Drugi jezik na kojem je dostupan ovaj članak: Bosnian
On Thursday, April 25th, at 17.00 hrs, the Bosniak Institute in Sarajevo will host an exhibition of logo designs by graphic designer Amir Hadžić.
Amir Hadžić is a designer with 20 years of experience. Throughout his career, he has worked for a large number of domestic and foreign clients including: MGallery by Sofitel, ibis Styles, Residence Inn Marriott, Dekra, Natura food, Amsal Pharmaceuticals, Cellraid, ProCredit Bank, Sparkasse Bank, Merkur osiguranje, Henry Bonas, Supertours, Union banka and others.
About the logotype, what it represents, its significance to every company, and what are the basic rules in its creation, Amir says:
“Sublimating so much information, visual associations, psychology, technical knowledge and intuition within a single symbol is one of the most difficult tasks a designer can face. Of course, if he works by the rules.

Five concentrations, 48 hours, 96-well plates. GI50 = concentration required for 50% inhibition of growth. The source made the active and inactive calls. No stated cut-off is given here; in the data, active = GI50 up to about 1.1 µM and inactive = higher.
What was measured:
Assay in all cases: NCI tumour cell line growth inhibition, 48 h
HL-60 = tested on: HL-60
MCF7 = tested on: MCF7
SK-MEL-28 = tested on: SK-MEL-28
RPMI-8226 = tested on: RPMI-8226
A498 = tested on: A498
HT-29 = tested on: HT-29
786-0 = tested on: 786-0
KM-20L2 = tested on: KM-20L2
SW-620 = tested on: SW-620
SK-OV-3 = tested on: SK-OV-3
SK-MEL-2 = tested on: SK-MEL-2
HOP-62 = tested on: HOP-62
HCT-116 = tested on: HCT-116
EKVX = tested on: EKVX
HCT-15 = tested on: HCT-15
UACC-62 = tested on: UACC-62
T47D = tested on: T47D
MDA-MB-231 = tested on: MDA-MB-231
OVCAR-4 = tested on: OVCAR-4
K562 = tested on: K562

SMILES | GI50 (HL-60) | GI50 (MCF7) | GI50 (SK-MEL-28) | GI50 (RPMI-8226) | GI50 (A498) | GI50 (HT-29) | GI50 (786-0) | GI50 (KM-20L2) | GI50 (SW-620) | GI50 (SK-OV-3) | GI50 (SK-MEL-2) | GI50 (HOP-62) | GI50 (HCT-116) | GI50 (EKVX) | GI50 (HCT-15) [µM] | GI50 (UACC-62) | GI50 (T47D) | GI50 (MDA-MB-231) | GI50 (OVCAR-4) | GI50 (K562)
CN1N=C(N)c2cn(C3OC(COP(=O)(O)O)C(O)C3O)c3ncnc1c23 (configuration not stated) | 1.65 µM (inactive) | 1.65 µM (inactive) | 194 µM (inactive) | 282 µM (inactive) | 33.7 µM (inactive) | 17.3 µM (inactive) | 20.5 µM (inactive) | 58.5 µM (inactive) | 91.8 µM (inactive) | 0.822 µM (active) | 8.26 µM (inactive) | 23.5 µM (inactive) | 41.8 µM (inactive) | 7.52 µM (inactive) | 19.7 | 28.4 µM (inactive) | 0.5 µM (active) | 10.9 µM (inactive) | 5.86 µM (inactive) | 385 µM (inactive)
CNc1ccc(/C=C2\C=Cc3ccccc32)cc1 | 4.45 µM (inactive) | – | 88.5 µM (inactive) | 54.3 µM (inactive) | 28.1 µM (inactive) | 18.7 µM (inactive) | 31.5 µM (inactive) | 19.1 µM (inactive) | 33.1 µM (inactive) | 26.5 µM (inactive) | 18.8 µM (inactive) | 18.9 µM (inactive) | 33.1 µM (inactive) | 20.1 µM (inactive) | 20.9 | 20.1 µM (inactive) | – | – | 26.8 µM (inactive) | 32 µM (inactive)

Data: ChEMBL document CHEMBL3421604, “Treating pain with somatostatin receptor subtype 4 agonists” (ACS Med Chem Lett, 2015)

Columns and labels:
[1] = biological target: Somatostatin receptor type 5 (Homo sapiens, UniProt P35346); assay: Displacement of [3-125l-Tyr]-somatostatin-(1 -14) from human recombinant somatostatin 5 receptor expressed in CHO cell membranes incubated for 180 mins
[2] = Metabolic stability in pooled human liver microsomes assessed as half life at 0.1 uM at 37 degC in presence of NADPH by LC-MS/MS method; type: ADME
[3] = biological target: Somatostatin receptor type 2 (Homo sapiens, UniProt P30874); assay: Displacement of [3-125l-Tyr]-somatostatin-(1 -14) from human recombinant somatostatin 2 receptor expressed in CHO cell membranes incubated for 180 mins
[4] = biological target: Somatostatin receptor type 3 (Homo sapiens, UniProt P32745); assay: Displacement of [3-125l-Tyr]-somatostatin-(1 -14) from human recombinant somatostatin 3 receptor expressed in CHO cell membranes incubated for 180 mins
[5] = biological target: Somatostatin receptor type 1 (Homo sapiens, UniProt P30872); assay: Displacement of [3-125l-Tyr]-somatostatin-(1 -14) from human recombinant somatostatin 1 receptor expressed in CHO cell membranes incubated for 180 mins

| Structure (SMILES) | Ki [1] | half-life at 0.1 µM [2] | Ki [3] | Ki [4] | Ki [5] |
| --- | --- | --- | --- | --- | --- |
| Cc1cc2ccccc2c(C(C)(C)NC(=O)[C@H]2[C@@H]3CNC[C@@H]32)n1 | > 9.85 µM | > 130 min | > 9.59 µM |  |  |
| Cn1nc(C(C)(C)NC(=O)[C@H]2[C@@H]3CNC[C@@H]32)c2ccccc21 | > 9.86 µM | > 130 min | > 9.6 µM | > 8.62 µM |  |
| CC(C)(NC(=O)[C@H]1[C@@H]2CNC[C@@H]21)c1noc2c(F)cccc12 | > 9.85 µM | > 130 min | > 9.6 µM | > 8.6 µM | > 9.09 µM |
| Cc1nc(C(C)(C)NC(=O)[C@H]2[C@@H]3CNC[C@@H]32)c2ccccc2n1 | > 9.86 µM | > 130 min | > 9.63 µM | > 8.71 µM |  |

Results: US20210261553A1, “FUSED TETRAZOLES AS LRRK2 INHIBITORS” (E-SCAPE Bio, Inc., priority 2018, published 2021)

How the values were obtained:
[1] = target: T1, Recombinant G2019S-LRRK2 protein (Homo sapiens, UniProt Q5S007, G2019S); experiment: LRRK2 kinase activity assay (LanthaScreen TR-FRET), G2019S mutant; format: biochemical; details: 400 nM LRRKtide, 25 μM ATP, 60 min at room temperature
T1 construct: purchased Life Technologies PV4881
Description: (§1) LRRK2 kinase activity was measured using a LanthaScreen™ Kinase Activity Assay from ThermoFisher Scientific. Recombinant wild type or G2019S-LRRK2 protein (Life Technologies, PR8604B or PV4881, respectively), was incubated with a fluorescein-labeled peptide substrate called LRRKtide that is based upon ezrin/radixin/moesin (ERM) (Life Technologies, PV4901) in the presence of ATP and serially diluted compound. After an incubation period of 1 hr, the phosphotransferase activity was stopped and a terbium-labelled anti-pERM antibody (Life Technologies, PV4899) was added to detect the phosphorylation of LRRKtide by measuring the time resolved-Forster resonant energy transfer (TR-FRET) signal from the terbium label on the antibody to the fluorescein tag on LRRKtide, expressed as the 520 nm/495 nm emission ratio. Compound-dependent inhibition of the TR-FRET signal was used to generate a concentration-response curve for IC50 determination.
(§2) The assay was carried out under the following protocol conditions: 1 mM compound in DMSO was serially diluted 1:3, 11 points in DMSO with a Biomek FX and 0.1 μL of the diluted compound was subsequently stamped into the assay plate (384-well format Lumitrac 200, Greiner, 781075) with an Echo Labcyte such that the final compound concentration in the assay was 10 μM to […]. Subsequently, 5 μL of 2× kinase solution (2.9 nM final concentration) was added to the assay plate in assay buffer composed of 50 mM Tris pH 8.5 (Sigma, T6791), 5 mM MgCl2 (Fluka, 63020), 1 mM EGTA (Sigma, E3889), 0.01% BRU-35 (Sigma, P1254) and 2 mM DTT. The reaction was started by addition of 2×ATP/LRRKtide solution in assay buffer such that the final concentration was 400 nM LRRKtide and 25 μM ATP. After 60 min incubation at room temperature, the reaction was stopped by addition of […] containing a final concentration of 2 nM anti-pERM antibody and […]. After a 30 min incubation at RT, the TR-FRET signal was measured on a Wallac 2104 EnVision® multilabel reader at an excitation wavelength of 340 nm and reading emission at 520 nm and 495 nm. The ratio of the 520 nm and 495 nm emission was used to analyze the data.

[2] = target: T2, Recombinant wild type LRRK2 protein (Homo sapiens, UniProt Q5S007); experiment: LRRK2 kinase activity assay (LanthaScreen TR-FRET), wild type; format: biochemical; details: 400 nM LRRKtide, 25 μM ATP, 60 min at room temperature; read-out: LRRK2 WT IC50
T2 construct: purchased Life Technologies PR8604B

I have always seen logo as a seed from which a world of tactile and untactile feelings specific to a certain company develops and grows. The logo is practically the only asset of a company that promotes 24 hours a day, 7 days a week. The logo makes a big difference between two companies involved in the same business. The entire visual identity is based on, or draws inspiration from, the logo in 99% of the cases. Of course, the logo itself without adequate visual identity cannot have such strength, and in some situations it could be completely misinterpreted.
A logo must be clear in communication, easy to implement, technically simple, memorable and timeless. This “timeless” part can be interpreted in many ways, but most of us will agree with the fact that some forms simply transcend eras and can never fall out of fashion. Geometry. Everything is based on geometry and whenever I have a design problem, I always turn to geometry as the primary source of all forms.
The lines inside the IBM logo, the simplicity of the Mercedes star, the rectangular shape of the National Geographic symbol all transcend the time in which they originated. They are equally relevant today as the day they were born. The geometric simplicity makes them such.”